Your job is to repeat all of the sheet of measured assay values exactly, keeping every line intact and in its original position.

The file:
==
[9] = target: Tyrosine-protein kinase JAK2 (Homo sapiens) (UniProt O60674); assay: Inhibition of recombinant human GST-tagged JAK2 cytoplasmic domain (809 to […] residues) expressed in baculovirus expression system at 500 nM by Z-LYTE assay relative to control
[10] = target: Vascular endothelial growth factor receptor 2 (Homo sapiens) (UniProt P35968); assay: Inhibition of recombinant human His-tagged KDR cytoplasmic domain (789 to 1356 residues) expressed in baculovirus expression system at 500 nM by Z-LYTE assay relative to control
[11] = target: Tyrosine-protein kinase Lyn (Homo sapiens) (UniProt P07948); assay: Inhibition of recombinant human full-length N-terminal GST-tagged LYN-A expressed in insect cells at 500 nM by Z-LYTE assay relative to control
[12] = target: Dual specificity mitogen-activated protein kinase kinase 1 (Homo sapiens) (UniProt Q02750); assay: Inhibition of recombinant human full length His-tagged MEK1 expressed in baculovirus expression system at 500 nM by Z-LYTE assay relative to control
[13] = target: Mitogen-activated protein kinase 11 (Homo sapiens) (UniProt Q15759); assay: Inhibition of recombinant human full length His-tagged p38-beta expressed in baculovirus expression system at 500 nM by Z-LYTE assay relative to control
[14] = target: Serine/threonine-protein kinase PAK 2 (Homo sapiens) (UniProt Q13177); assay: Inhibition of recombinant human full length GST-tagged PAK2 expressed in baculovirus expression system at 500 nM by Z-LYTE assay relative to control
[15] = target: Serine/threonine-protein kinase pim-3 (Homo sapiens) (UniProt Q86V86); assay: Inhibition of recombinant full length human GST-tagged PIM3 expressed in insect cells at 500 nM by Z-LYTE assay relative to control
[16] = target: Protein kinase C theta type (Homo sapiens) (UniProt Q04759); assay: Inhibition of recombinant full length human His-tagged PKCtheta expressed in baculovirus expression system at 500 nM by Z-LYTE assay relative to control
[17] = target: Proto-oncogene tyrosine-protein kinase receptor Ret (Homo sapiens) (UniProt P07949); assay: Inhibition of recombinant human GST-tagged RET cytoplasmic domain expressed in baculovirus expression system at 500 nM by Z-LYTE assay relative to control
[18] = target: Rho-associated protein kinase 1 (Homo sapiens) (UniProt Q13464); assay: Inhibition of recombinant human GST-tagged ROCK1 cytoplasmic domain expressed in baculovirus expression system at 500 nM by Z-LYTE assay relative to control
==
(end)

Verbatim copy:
[9] = target: Tyrosine-protein kinase JAK2 (Homo sapiens) (UniProt O60674); assay: Inhibition of recombinant human GST-tagged JAK2 cytoplasmic domain (809 to […] residues) expressed in baculovirus expression system at 500 nM by Z-LYTE assay relative to control
[10] = target: Vascular endothelial growth factor receptor 2 (Homo sapiens) (UniProt P35968); assay: Inhibition of recombinant human His-tagged KDR cytoplasmic domain (789 to 1356 residues) expressed in baculovirus expression system at 500 nM by Z-LYTE assay relative to control
[11] = target: Tyrosine-protein kinase Lyn (Homo sapiens) (UniProt P07948); assay: Inhibition of recombinant human full-length N-terminal GST-tagged LYN-A expressed in insect cells at 500 nM by Z-LYTE assay relative to control
[12] = target: Dual specificity mitogen-activated protein kinase kinase 1 (Homo sapiens) (UniProt Q02750); assay: Inhibition of recombinant human full length His-tagged MEK1 expressed in baculovirus expression system at 500 nM by Z-LYTE assay relative to control
[13] = target: Mitogen-activated protein kinase 11 (Homo sapiens) (UniProt Q15759); assay: Inhibition of recombinant human full length His-tagged p38-beta expressed in baculovirus expression system at 500 nM by Z-LYTE assay relative to control
[14] = target: Serine/threonine-protein kinase PAK 2 (Homo sapiens) (UniProt Q13177); assay: Inhibition of recombinant human full length GST-tagged PAK2 expressed in baculovirus expression system at 500 nM by Z-LYTE assay relative to control
[15] = target: Serine/threonine-protein kinase pim-3 (Homo sapiens) (UniProt Q86V86); assay: Inhibition of recombinant full length human GST-tagged PIM3 expressed in insect cells at 500 nM by Z-LYTE assay relative to control
[16] = target: Protein kinase C theta type (Homo sapiens) (UniProt Q04759); assay: Inhibition of recombinant full length human His-tagged PKCtheta expressed in baculovirus expression system at 500 nM by Z-LYTE assay relative to control
[17] = target: Proto-oncogene tyrosine-protein kinase receptor Ret (Homo sapiens) (UniProt P07949); assay: Inhibition of recombinant human GST-tagged RET cytoplasmic domain expressed in baculovirus expression system at 500 nM by Z-LYTE assay relative to control
[18] = target: Rho-associated protein kinase 1 (Homo sapiens) (UniProt Q13464); assay: Inhibition of recombinant human GST-tagged ROCK1 cytoplasmic domain expressed in baculovirus expression system at 500 nM by Z-LYTE assay relative to control